Azul Targets Compute Power

By eweek  |  Posted 2005-10-03 Print this article Print

Company's new product line eases the burden on servers.

Azul Systems Inc., in Mountain View, Calif., wants to do with processing power what others have done in storage and networking—create an environment where servers can access a ready pool of compute power when needed. The company in April unveiled the first generation of its Compute Appliance products, massive machines with up to 384 processors that speed Java performance and can help enterprises looking to consolidate their data centers and reduce IT costs by doing the work of numerous low-end servers. President and CEO Stephen DeWitt recently spoke with eWEEK Senior Editor Jeffrey Burt about Azuls data center philosophy, its products and its future.

What is network-attached processing?

Network-attached processing, in its most simple terms, is the ability for existing server infrastructure, whether it be Intel [Corp.]-based servers or Unix-based servers, unmodified, to mount an external pool of computing power. Probably the biggest end-user benefit in mounting external processing power is the ability to eliminate the need to capacity plan at the individual application level. Just as your notebook is able to mount terabytes of external storage, a two-way Xeon box can mount a compute pool and literally have the processing power of the largest systems in the market transparently without the customer having to do anything.

Youve said that you want to do with compute power what other companies have done with storage and networking.

We have an opportunity right now to eliminate a lot of that architectural inefficiency [in data centers], and if you accept as a given that the world is moving to virtual machine environments—and thats a pretty safe assumption, given that thats the strategy of just about everybody, Microsoft [Corp.], IBM, Oracle [Corp.], BEA [Systems Inc.], SAP [AG], etc.—then the concept weve pioneered is very viable.

Just as [Network File System] open-standards-based protocols allowed us to mount transparently external storage, the world of virtual machines allows us the opportunity to separate the function of compute from the computer, and, by doing so, allows existing infrastructure to mount this big shared pool.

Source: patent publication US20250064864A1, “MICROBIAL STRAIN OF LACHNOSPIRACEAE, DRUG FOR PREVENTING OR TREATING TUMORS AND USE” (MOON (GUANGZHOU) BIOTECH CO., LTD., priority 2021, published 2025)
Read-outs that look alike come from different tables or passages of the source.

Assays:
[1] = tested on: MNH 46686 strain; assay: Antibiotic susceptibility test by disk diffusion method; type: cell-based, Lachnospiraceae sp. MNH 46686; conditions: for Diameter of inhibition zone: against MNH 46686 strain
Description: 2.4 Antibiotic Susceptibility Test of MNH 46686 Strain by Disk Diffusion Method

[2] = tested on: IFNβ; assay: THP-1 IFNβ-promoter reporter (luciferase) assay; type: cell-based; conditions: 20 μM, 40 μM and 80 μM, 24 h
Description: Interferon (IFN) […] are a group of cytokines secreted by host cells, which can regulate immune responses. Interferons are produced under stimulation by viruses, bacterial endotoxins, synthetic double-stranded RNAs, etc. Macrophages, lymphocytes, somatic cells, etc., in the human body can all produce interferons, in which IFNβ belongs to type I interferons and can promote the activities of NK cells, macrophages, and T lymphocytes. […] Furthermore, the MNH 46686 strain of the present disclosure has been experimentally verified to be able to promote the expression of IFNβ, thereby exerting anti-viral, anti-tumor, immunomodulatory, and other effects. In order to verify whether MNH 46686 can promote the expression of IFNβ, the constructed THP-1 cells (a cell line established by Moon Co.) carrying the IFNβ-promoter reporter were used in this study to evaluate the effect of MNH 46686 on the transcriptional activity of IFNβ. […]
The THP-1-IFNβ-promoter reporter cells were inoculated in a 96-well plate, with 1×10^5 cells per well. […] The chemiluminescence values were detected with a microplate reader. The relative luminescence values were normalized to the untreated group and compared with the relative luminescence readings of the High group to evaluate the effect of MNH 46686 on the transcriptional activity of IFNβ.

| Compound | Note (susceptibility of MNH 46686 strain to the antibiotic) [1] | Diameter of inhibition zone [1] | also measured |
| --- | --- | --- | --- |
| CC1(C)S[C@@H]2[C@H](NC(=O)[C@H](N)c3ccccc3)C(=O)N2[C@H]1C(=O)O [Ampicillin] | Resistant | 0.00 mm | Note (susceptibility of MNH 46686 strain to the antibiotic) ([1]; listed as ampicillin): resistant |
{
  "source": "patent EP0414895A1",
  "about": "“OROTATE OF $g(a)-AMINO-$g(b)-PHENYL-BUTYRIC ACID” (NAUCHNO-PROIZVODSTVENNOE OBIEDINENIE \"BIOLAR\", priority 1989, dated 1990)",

Analysts have called Azuls technology fairly disruptive. What is Azul doing to persuade users to try it out?

The most important thing right now is going out there and testing. It was just about a year ago ... that we broke silence on all of this, and over the course of the last year, we have worked very closely with key partners like IBM and BEA, JBoss [Inc.], Oracle, the key J2EE [Java 2 Platform, Enterprise Edition]-class vendors. All of them have seen our gear; all of them have tested our gear. The only way you gain confidence in any new technology is prove it, prove it, prove it, prove it.

You mentioned the desire among businesses to get a return on investment. However, your technology is pricey. How do you address the cost issue with customers?

Our 96-way has a list price of $89,000, so if you think about that on a per-processor basis, youre talking about $1,200 per processor. Thats pretty cheap.

Any infrastructure play, whether its storage, networking, database, etc., all eventually boils down to a [total cost of ownership] play. While our capital costs are extremely competitive ... the big win for us is the fact that, first off, customers are seeing significant host-reduction factors. Power and space. [In] a standard 42U [73.5-inch] rack, we can put enormous power in a very small footprint.

But what really takes the argument off the table concerning the old way of doing things is that fact that you eliminate the need to capacity plan at the individual application level.

What about the issue of latency? If youre taking the workload off the server—by sending the work to the Compute Appliance, crunching the numbers and sending it back to the server—arent you adding latency into the equation?

Were another hop in the wire, so obviously we introduce wire-level latency between the host and us. In a zero-loaded world, we add a couple of microseconds to the process, but nobody cares about a zero-loaded environment. What people care about is a loaded environment, and in a loaded environment, we effectively eliminate latency.

Right now this technology is targeted at J2EE workloads. Will we be seeing support for .Net?

Absolutely. The engineering challenge thats in front of us for .Net support is doing the same sort of segmented virtual machine work that we pioneered in the world of Java to the world of CLR [Common Language Runtime]. Were in discussions with Microsoft on that, and we hope to announce a formal plan of record in the weeks ahead.

Looking forward, in what other directions are you hoping to take Azul?

The shared-compute-pool-model is applicable in other areas of processing as well. Take SSL [Secure Sockets Layer], for example. I think enterprises would SSL everything if they could capacity plan it, effectively delivering SSL. But they dont because of the challenge thats associated with it. Those are big pools of compute power that can be delivered: XML, etc. So this whole concept of delivering big pools of processing power has extensibility into a number of other processing areas, and were looking at that.

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